Elderberry Curd Tart:
1 3/4 c. crushed chocolate grahams (about 1 package)
1 Tbs. flour
4 Tbs butter, melted.
1 Preheat oven to 350F. Whisk together everything but the butter until well combined, then drizzle the butter in and stir until the mixture holds together. If it’s still too crumbly, add a little cold water a little at a time and keep mixing.
2 Press the crumb mixture into a 9” pie plate or shallower tart pan. Make sure the bottom and sides have an even covering. Transfer to freezer and chill for 10 minutes, then place on a baking sheet and bake until crust is set and fragrant, about 10 minutes. Let cool completely before adding the filling.
2 c. elderberry juice (see directions below)
1/2 c. fresh lemon juice
4 egg yolks
1 c. sugar
1 Tbs. corn starch, optional
8 Tbs. butter, melted.
(A note: until recently, I didn’t realize you could make curds out of anything other than citrus fruits! My friend Devon from Nitty Gritty Life changed my mind with this recipe. Here’s my interpretation of a wild berry curd.)
1. To make the elderberry juice, put about 3 cups elderberries in a small saucepan and add half a cup of water. Bring to a simmer and let cook for 20 minutes, stirring and smashing the berries as it cooks. Strain through a kitchen strainer, pressing the berries to get all of the juice out of them as possible. Discard the seed and skins.
2. Combine the elderberry juice and lemon juice and place over medium heat in a small saucepan.
3. Meanwhile, whisk together the egg yolks and egg until well combined. Add the sugar and keep whisking until the mixture is a pale yellow color.
4. Stir a tiny bit of the hot elderberry mixture into the egg mixture, stirring continuously. Continue to add it in a small stream until half of it is incorporated, then scoop the egg-elderberry mixture back into the saucepan and place over medium heat.
5. Whisk constantly until the mixture can coat the back of a wooden spoon, about 10 minutes. You want it to be pretty thick at this point, about the consistency of kefir or runny yogurt. If it’s not thickening up enough after 15 minutes of stirring, mix the corn starch into a slurry with 1 tsp. of water, then pour it in the mixture and whisk well. Continue to cook until it reaches the desired consistency.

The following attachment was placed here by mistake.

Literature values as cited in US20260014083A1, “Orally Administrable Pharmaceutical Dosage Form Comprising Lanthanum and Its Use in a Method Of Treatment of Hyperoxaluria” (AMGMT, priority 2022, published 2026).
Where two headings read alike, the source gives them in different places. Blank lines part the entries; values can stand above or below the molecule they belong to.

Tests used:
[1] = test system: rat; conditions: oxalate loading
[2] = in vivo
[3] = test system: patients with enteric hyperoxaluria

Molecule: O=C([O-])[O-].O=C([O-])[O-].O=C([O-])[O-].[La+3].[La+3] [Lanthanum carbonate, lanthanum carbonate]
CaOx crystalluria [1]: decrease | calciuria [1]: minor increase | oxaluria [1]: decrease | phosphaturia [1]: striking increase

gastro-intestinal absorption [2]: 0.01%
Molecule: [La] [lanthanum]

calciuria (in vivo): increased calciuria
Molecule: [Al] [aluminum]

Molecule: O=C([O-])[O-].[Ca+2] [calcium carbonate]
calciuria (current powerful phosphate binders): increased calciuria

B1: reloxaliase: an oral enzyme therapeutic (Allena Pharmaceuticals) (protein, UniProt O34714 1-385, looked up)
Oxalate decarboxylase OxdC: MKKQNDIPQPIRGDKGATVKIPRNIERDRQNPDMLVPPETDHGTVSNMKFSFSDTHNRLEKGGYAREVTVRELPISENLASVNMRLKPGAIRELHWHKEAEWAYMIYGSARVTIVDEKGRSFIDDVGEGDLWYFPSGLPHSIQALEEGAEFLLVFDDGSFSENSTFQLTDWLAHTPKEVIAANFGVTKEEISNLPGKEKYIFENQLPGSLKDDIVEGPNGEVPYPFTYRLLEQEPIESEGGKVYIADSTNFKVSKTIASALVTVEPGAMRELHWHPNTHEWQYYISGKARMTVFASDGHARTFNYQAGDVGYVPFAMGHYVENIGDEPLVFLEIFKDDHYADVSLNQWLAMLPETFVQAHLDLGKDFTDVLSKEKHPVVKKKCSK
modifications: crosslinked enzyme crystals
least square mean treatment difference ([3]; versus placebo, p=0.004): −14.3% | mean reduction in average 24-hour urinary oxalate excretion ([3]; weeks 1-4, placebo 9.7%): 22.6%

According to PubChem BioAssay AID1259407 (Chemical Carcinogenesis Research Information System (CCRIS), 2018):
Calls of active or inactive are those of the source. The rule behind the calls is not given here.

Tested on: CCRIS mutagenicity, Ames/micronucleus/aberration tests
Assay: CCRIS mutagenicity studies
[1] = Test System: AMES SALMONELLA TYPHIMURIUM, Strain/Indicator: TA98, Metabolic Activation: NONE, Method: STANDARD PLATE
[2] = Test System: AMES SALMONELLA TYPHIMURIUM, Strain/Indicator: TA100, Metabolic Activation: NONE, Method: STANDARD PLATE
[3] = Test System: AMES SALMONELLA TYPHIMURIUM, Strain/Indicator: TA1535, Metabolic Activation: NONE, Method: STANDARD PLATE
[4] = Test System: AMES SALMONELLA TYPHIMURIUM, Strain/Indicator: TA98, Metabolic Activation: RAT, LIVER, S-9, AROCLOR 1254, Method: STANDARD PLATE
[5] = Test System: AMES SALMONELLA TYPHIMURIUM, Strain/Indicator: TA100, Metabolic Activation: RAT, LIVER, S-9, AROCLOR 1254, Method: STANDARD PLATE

6. Remove from heat and stir in the melted butter. Let cool for a few minutes, then spoon into the prepared crust, cover in plastic wrap, and chill in the fridge for at least 2 hours or up to overnight. Once the tart is chilled, you can move on to the fun part!
Anything you want! Be sure to have at least 6 of any ingredient if you’ll be making a mandala design. Here’s what I used:
Frozen wild huckleberries
Sweet black grapes
sugared thyme sprigs
a little edible silver luster dust
Now, we’ll return to the meditative part of this process: creating a mandala. I find that it’s best to work in 8ths or 6ths. Gather all of your components before you begin, then take a few moments to get centered and grounded. Close your eyes, breathe in deeply a few times, and commit to being present. Once you feel grounded, start by placing one component around the circle, equally spaced. Then you can build off of that by adding other decorations above it, below it, or in between. With each component, speak aloud something you wish to bring into your life. For example, you might say “As I place these mint leaves, I wish for the cool clarity to see my problems from a new perspective.” or “As I place these plum slices, I wish for the fertility of mind to write better poetry.” This is when you can let your mind turn off and let your subconscious and creativity lead the way. It’s a satisfying feeling to surrender to the process. Once you’ve decorated your special tart and infused it with your wishes, serve it proudly and savor the work and love you put into it. It tastes even more delicious with friends.